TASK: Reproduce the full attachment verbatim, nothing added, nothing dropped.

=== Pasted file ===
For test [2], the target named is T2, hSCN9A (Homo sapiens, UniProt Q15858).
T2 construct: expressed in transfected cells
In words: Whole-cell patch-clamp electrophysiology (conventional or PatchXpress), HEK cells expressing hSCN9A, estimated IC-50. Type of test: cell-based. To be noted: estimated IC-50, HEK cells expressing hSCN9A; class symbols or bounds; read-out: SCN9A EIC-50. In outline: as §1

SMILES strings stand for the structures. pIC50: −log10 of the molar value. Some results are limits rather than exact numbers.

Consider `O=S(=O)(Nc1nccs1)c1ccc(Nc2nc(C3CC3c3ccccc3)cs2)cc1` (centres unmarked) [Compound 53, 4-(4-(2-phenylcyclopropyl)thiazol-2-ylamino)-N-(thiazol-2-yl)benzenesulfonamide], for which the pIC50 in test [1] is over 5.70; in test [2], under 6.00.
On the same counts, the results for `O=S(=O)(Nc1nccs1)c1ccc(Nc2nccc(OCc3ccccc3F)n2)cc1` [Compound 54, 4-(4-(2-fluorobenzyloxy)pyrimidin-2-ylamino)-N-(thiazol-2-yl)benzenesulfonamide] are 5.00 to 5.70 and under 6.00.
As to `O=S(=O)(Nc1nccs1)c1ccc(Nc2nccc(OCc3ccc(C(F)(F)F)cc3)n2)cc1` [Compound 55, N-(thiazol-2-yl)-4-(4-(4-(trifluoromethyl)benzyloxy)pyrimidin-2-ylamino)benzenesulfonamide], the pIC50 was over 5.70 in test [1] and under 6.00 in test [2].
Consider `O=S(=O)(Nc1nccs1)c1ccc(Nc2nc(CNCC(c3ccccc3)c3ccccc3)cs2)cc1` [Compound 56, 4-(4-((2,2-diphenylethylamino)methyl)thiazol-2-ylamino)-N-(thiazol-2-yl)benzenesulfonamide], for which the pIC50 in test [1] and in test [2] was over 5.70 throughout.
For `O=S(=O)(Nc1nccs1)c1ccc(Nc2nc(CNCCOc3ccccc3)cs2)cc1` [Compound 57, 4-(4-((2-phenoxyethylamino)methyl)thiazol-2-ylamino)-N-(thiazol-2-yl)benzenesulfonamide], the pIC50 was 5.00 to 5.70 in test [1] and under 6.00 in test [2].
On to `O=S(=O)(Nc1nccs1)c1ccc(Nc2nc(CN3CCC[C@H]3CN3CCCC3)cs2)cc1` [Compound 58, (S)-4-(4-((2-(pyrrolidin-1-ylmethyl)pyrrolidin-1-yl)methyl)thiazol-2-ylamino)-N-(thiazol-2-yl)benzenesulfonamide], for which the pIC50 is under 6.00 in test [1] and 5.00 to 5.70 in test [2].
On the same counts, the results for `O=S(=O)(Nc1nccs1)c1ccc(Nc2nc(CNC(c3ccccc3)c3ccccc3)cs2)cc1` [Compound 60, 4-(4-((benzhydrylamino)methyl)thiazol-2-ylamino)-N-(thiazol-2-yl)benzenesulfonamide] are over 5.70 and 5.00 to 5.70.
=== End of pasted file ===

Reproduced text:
For test [2], the target named is T2, hSCN9A (Homo sapiens, UniProt Q15858).
T2 construct: expressed in transfected cells
In words: Whole-cell patch-clamp electrophysiology (conventional or PatchXpress), HEK cells expressing hSCN9A, estimated IC-50. Type of test: cell-based. To be noted: estimated IC-50, HEK cells expressing hSCN9A; class symbols or bounds; read-out: SCN9A EIC-50. In outline: as §1

SMILES strings stand for the structures. pIC50: −log10 of the molar value. Some results are limits rather than exact numbers.

Consider `O=S(=O)(Nc1nccs1)c1ccc(Nc2nc(C3CC3c3ccccc3)cs2)cc1` (centres unmarked) [Compound 53, 4-(4-(2-phenylcyclopropyl)thiazol-2-ylamino)-N-(thiazol-2-yl)benzenesulfonamide], for which the pIC50 in test [1] is over 5.70; in test [2], under 6.00.
On the same counts, the results for `O=S(=O)(Nc1nccs1)c1ccc(Nc2nccc(OCc3ccccc3F)n2)cc1` [Compound 54, 4-(4-(2-fluorobenzyloxy)pyrimidin-2-ylamino)-N-(thiazol-2-yl)benzenesulfonamide] are 5.00 to 5.70 and under 6.00.
As to `O=S(=O)(Nc1nccs1)c1ccc(Nc2nccc(OCc3ccc(C(F)(F)F)cc3)n2)cc1` [Compound 55, N-(thiazol-2-yl)-4-(4-(4-(trifluoromethyl)benzyloxy)pyrimidin-2-ylamino)benzenesulfonamide], the pIC50 was over 5.70 in test [1] and under 6.00 in test [2].
Consider `O=S(=O)(Nc1nccs1)c1ccc(Nc2nc(CNCC(c3ccccc3)c3ccccc3)cs2)cc1` [Compound 56, 4-(4-((2,2-diphenylethylamino)methyl)thiazol-2-ylamino)-N-(thiazol-2-yl)benzenesulfonamide], for which the pIC50 in test [1] and in test [2] was over 5.70 throughout.
For `O=S(=O)(Nc1nccs1)c1ccc(Nc2nc(CNCCOc3ccccc3)cs2)cc1` [Compound 57, 4-(4-((2-phenoxyethylamino)methyl)thiazol-2-ylamino)-N-(thiazol-2-yl)benzenesulfonamide], the pIC50 was 5.00 to 5.70 in test [1] and under 6.00 in test [2].
On to `O=S(=O)(Nc1nccs1)c1ccc(Nc2nc(CN3CCC[C@H]3CN3CCCC3)cs2)cc1` [Compound 58, (S)-4-(4-((2-(pyrrolidin-1-ylmethyl)pyrrolidin-1-yl)methyl)thiazol-2-ylamino)-N-(thiazol-2-yl)benzenesulfonamide], for which the pIC50 is under 6.00 in test [1] and 5.00 to 5.70 in test [2].
On the same counts, the results for `O=S(=O)(Nc1nccs1)c1ccc(Nc2nc(CNC(c3ccccc3)c3ccccc3)cs2)cc1` [Compound 60, 4-(4-((benzhydrylamino)methyl)thiazol-2-ylamino)-N-(thiazol-2-yl)benzenesulfonamide] are over 5.70 and 5.00 to 5.70.